“When I was at Yosemite’s spectacular Tunnel View a few years ago, I watched in disbelief as visitors poured out of vehicles and rushed to snap photos, bringing cameras or smartphones to their eyes before they’d even looked at the scene…
And those were the visitors who had time to stop. Many others simply rolled by slowly in their cars, taking photos out of the windows. “Been there, shot that,” one visitor wore on his t-shirt...
“People aren’t stopping to look anymore,” Yosemite Communications Director Scott Gediman told me then. “They’re rush, rush, rush and I see that every day.”
A generation ago, the average Yosemite visitor spent 48 hours at the park, Gediman pointed out. Now the average visit lasts a mere 4.8 hours. “People aren’t taking long backpacking trips like they did before,” Gediman says. “Backcountry use is actually declining even though more people come here.”
Over at the Grand Canyon National Park, the average visit is even shorter. Most visitors spend just 17 minutes looking at the magical abyss. A friend described witnessing a family whose car pulled into one canyon view parking lot. “Stay in the car, I’ll get the shot,” the father hollered to mom and the kids.
Shelton Johnson, the veteran African American ranger and novelist, had the same observation about park visitors. “They’re harried, they’re rushed, they’re looking at their watches,” he laments…
Americans seem to be in more of a hurry than ever before, pressured by hectic work schedules and overloaded by other commitments and digital information…
How can one learn to love our parks, to fully absorb the vast beauty and profound experiences they offer, with an eye constantly on the clock? And what does this drastic drop in the amount of time Americans are spending in our parks mean for the future of our wild species?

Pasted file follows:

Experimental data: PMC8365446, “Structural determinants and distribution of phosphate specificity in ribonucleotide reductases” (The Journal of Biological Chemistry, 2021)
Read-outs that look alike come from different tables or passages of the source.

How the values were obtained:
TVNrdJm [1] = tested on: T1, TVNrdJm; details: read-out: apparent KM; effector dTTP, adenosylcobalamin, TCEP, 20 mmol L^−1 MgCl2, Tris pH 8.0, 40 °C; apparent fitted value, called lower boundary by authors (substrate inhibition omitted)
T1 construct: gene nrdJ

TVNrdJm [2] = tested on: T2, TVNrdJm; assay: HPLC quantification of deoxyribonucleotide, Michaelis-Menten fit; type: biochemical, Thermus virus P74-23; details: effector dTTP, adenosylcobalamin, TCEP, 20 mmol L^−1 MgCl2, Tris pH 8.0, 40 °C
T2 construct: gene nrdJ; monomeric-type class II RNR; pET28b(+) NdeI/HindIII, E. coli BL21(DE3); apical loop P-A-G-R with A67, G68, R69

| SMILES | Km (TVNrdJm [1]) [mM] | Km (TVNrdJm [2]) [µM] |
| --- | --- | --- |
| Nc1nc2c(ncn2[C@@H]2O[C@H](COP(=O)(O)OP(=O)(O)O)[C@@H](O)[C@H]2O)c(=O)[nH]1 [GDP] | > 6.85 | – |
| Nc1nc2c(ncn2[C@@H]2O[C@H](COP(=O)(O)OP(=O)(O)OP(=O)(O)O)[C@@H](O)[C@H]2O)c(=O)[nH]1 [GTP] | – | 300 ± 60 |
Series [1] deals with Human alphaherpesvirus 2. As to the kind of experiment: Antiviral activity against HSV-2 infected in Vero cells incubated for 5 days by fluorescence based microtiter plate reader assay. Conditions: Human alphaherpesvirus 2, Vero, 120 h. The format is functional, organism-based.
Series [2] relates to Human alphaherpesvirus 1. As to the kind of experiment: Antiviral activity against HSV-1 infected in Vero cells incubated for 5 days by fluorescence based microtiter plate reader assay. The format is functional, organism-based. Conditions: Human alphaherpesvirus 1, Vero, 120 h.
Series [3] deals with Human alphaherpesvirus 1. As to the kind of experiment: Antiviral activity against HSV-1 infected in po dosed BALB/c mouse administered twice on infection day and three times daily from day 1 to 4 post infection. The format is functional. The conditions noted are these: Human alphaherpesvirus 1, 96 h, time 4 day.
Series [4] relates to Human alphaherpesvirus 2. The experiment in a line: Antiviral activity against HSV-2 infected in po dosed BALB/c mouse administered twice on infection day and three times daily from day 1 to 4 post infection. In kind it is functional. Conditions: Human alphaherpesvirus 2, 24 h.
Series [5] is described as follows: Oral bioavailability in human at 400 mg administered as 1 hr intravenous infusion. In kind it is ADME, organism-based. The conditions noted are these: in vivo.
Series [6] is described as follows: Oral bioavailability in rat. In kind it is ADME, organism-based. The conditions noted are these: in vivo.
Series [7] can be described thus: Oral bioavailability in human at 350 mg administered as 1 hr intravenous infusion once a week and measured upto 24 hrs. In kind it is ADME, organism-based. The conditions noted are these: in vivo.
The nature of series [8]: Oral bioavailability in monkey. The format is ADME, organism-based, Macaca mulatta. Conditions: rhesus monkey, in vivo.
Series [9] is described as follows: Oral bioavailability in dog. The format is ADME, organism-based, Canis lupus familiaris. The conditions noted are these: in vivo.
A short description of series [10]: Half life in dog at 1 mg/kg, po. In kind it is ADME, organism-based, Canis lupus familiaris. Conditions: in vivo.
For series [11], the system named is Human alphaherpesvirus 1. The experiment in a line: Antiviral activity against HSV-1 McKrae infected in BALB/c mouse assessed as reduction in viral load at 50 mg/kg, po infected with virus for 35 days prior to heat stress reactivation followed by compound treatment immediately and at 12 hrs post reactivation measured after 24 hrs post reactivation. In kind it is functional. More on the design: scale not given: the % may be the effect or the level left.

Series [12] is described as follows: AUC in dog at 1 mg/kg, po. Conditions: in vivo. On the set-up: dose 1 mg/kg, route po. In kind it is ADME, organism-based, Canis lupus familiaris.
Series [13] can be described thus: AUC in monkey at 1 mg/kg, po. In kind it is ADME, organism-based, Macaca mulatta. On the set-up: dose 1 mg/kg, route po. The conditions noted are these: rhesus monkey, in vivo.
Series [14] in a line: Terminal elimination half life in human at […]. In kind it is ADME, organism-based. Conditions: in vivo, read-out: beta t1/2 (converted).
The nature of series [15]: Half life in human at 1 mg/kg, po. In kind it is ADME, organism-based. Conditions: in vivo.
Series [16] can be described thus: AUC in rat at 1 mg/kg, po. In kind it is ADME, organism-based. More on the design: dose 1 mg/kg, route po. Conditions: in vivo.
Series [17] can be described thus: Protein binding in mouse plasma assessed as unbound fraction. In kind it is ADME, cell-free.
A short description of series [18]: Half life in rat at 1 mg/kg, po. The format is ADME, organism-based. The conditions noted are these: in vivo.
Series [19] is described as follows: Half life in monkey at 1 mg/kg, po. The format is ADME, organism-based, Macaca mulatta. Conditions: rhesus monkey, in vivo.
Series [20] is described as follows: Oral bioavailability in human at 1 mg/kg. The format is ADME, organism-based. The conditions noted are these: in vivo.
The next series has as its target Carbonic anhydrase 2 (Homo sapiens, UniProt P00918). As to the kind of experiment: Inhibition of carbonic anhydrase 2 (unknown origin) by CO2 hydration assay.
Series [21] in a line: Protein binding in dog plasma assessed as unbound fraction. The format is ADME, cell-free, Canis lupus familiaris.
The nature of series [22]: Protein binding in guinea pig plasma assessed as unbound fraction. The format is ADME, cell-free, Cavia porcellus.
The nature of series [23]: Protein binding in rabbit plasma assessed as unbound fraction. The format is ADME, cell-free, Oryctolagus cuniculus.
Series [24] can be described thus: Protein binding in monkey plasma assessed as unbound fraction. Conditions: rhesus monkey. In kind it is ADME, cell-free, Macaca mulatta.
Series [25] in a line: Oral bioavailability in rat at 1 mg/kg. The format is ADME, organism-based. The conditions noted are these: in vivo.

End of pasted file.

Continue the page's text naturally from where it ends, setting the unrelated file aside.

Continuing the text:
…It is sad to think that today children can recognize hundreds of corporate logos but fewer than a dozen local plants and animals.
…Sociologist Juliet Schor has documented how Americans now work longer hours than they did in the late 1960s… It wouldn’t be far from the truth to say that for most of us, our days are spent with the demands of work carrying over into our leisure time as well. It’s hard today for Americans to set aside their cell phones and other devices and spend time in nature. We are addicted to constant stimulus of the virtual kind. It often takes several days for city dwellers to slow down and leave their technologies and anxieties behind.
“We need idleness,” says Johnson, “for contemplation, for soul searching, for truly seeing what’s around us. It’s the beginning of art. It’s the beginning of romance. It’s the beginning of becoming human. We can’t lose that!”
-- John de Graaf, “Finding Time for Our Parks,” Earth Island Journal, Summer 2016.
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For many of us there simply aren’t enough hours in the day, week, or month to accomplish everything we need to. Leisure activities are sometimes pushed aside.
Some of you periodically tell me you’d like to hike more often but simply can’t find the time. Work, family issues, and competing interests are often the reasons.
My impression is that in recent years more and more of us are living with “seriously” overloaded schedules. And stress levels seem to be higher than ever.
How often do you actually connect directly with the natural world? Photos, videos, and films can be wonderful, but they’re clearly no replacement for experiencing nature (and all the other important things in life) “in the raw,” first hand.
On our hikes it’s common to hear comments about how beautiful everything is, and how relaxing and therapeutic it feels to be unwinding “in the wild.”
Some of you do succeed in getting out as often as every week or two. A minority of you have abundant free time and no trouble fitting in outdoor activities.
Others of you are super-busy, but may have decided that getting away frequently is essential to your well-being. So you’ve chosen to give it especially high priority.
That can take plenty of willpower, especially when other people or projects are constantly competing for your time and attention. Sometimes we have no choice but to attend to work and other responsibilities. Other times we DO have a choice.
A few of our members have hiked with us virtually every week -- or 2-3 weekends per month -- for a number of years. Does that sound like an impossibility for you?
It’s always worth remembering: that life is short, work is far from being all that matters, and nature is a vital part of who and what we are. Which may be one reason why many of us find communing with the natural world to be so fulfilling.
-- Charlie Cook